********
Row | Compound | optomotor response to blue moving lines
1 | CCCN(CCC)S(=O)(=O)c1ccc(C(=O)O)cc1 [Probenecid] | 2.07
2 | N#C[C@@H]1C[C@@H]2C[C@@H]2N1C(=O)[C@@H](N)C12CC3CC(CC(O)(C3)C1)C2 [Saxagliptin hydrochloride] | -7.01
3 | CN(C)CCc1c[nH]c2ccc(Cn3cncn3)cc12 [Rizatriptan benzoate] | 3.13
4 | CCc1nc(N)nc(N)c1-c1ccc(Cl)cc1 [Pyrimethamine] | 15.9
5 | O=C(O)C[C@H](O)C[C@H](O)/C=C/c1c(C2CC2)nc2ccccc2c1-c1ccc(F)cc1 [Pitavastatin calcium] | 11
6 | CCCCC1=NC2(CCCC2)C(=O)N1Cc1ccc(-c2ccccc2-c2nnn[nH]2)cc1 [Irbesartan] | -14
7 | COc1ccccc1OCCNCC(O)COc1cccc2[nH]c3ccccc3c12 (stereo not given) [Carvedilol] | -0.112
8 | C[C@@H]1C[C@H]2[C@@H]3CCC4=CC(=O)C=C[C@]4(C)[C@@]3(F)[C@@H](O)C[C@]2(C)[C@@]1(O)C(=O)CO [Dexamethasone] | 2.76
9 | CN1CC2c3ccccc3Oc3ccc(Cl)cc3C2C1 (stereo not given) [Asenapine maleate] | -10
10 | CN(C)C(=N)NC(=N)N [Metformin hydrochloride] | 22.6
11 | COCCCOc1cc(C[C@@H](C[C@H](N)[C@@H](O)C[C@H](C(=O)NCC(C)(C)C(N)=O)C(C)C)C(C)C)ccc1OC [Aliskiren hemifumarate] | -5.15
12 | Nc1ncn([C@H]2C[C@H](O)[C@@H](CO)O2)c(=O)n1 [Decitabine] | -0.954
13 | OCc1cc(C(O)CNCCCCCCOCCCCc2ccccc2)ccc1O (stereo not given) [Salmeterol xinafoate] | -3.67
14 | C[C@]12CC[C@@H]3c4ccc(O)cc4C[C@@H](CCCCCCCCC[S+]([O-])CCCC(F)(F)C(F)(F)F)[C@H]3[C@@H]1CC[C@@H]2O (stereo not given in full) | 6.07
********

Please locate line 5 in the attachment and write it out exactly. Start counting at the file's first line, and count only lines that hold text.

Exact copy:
4 | CCc1nc(N)nc(N)c1-c1ccc(Cl)cc1 [Pyrimethamine] | 15.9